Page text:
Good morning! Welcome back to 10 Things in Politics. I’m Brent Griffiths. Sign up here to get this newsletter in your inbox each day.
I hope you enjoyed our longer weekend. Our thoughts are with everyone in the middle of these terrible winter storms.
Here’s what you need to know:
- Trump is facing a potential legal tsunami after his acquittal.
- Millions of Americans are without power amid freezing temperatures.
- Liz Cheney is in for her biggest fight yet.
1. FULL COURT PRESS: Former President Donald Trump survived impeachment by being out of office. But the same status could prove to be a future detriment. Senate Minority Leader Mitch McConnell and other GOP senators who voted to acquit Trump say the court system is the best suited to potentially charge Trump over the Capitol insurrection. Other prosecutors have pledged to investigate. This, combined with ongoing probes, could escalate into a legal tsunami.
My colleague Dave Levinthal illustrates in an exclusive report why may still see Trump in court.
- Why is this happening now?: A longstanding Justice Department tradition calls for not prosecuting sitting presidents. Presidents can also argue they are too busy to cooperate with lawsuits. And finally, there are a number of ways to bend the bureaucracy in your favor, as Trump found out when the DOJ intervened in a defamation suit against him. All of these protections are now gone.
What might be on the docket?: The list ranges from before Trump even entered office to his final days trying to cling to power.
- The investigations that left the headlines: Southern District of New York prosecutors named Trump as “Individual-1” in their investigation of the hush-money scheme to silence Stormy Daniels. Also, DC Attorney General Karl Racine is investigating whether Trump’s inauguration included improper payments to his private businesses. There’s also Trump’s years-long audit fight with the IRS.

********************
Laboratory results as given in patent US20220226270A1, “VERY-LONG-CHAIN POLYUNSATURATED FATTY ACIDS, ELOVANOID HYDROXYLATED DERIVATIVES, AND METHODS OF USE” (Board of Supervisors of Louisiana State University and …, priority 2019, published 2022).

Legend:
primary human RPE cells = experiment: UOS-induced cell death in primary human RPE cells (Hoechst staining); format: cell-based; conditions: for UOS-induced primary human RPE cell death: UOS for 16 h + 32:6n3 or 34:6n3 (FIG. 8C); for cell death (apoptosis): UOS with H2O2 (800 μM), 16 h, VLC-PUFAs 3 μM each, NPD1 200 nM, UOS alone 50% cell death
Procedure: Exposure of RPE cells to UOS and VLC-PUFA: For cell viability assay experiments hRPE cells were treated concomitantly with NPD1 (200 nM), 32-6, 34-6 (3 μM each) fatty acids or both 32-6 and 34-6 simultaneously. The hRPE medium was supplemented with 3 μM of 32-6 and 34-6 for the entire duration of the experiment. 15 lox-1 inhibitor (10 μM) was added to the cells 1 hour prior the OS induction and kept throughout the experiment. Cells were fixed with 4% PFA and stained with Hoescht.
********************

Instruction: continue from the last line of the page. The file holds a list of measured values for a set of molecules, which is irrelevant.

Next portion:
- The most recent issues: Prosecutors in Fulton County, Georgia, are investigating Trump’s efforts to pressure the state’s secretary of state to “find” votes for him. The Capitol riots also open the former president to other liabilities far beyond what impeachment would have imposed on him.
- A congressional commission?: House Speaker Nancy Pelosi has promised to create a congressional investigation similar to the famous 9/11 commission to investigate the riots. Some Democrats want to go further by forming a “truth commission” to review any number of Trump-era policies, from child separations to his pandemic response.
- The situation in Texas is particularly dire: 2 million Texans are without power. Some in the state, including in Austin, are experiencing outages that lasted overnight, the Texas Tribune reports. A particularly severe cold snap is stressing the grid, made worse by limited gas supplies and frozen wind turbines.
3. Liz Cheney faces a brutal fight: The Wyoming Republican is used to clashing with parts of the GOP, but the heat from her colleagues is spreading back home. She is already facing a primary challenger over her vote to impeach Trump. Former Sen. Alan Simpson, a long-time ally, told my colleague Kayla Epstein that Cheney maintains a more quiet base of supporters in the state that will outnumber the more vocal, pro-Trump “zealots.”